Launching a new qualification is not the easiest of tasks in ‘normal’ times, let alone during a pandemic that requires full attention from policy makers, government and business. This September saw the official launch of the T-Levels – despite not having seen much of it at all. What happened to the T-Levels?

T-Levels were designed to offer students an alternative pathway after their GCSEs. They can go down the ‘academic’ pathway towards A-Levels, or from now on choose a more ‘technical’ path towards T-Levels (equivalent to 3 A-Levels). These two year courses offer a mix of classroom based learning (80%) and practical industry experience of at least 45 days (20%), and differ from apprenticeships which are typically 80% on the job and 20% in the classroom and geared towards students who know what occupation to pursue (DfE, 2020). T-Levels offer a broader technical education that enables students to access a number of occupations within a sector. They have been developed “in collaboration with employers and businesses so that the content meets the needs of industry and prepares students for work, further training or study” (DfE, 2020). In this way, T-Levels are a move to prime students for a technical occupation early on and thus strengthen this industry sector. However, policymakers and industry have been rather silent around the launch of this new qualification.

Have we crossed the T’s?

The official launch was set for September 2020. A quick look at the official T-Levels website and the DfE, however, does not reveal all too much and leaves us wondering whether they have been taken up by students and employers.  A survey of 32 of 44 providers teaching T-Levels by the National Foundation for Educational Research (NFER) in early July suggested that about a third of providers are either ‘not at all’ ready for the industrial placement component of the qualification or only ‘to a small extent’. This is due to COVID-19 and its impact on business. Some employers are cancelling or not committing to T-level industry placements, leaving providers with the increasingly challenging struggle to find alternatives. It remains to be seen whether the package of support announced by the government is incentive enough for employers to keep their commitment to T-Level placements.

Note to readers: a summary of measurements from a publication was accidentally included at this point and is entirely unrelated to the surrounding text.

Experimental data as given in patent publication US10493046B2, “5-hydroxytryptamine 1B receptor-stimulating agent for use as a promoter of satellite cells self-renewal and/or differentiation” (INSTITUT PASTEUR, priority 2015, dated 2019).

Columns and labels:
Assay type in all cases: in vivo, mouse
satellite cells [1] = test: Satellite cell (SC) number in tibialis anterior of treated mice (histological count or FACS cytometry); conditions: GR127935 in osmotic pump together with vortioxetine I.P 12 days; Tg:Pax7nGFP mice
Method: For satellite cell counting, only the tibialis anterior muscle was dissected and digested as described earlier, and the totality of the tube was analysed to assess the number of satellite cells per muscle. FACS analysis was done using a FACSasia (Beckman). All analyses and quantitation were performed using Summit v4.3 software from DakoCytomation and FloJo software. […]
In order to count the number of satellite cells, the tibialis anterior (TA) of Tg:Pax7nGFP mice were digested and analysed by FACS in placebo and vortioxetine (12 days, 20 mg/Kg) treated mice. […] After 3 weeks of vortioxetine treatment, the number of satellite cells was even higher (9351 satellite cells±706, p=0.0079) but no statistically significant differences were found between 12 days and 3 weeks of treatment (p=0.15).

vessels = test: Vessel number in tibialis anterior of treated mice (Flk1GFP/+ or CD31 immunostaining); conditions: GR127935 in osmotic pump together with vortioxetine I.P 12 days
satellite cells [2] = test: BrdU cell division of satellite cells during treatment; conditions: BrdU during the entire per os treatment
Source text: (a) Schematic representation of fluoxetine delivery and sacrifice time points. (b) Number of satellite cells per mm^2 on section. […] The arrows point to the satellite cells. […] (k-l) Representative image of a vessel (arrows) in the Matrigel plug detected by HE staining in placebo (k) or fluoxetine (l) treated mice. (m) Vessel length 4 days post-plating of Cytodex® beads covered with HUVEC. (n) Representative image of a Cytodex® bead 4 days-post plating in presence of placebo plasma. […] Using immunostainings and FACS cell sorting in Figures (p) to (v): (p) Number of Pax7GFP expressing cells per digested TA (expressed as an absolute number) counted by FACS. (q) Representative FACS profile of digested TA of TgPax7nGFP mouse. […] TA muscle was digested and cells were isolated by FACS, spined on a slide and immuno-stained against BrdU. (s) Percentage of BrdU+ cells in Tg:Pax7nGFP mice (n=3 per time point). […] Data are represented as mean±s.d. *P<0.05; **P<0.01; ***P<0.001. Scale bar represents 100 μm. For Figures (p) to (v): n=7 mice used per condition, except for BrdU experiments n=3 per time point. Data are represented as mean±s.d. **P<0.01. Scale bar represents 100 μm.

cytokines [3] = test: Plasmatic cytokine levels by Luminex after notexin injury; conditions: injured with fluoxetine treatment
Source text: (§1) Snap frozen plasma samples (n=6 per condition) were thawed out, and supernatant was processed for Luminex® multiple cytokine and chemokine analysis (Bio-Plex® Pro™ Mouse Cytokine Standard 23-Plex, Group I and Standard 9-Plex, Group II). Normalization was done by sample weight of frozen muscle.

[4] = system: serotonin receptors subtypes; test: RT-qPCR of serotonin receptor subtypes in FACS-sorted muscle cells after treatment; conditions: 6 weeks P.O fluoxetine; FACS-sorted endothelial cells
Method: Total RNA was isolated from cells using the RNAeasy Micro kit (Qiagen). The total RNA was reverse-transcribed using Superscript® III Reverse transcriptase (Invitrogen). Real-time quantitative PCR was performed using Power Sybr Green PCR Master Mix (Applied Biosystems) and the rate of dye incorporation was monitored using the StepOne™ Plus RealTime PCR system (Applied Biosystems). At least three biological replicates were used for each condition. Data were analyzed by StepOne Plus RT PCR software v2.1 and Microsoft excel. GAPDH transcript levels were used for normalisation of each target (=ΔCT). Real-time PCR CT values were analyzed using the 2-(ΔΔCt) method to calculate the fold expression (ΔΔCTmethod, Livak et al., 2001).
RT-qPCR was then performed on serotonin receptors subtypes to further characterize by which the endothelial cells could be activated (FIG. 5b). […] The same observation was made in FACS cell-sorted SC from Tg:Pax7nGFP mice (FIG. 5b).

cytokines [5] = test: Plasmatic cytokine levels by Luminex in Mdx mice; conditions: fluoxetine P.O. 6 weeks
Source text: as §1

Even prior to COVID-19, securing industry placements had already been the greatest challenge of the T-Levels rollout, while also being its most fundamental part. At the same time, awareness of the T-Levels brand was already low amongst students, parents and employers. The pandemic has further “impeded the promotion of these new qualifications by reducing face-to-face access to schools and pausing the national NexT Level campaign” (NFER, 2020). Added to that, students’ industry placement experience will differ significantly to what was originally imagined, due to many businesses (rightly so) requiring their employees to work remotely in the mid- to long-term.

Time for T?

Right now, T-Levels are at danger of losing momentum, with too few students and employers aware of the rollout, employers pulling out due to the impacts of COVID-19 on their business, and the increasing uncertainty over business recruitment. The pandemic has stolen the focus away from a program that was already surrounded by a lot of scepticism and struggled to get proper traction. It is now running the risk of being diminished by the impacts of the pandemic, disappearing out of sight of policy makers entirely, and not adding its potential towards the UK’s aspirations for skills development.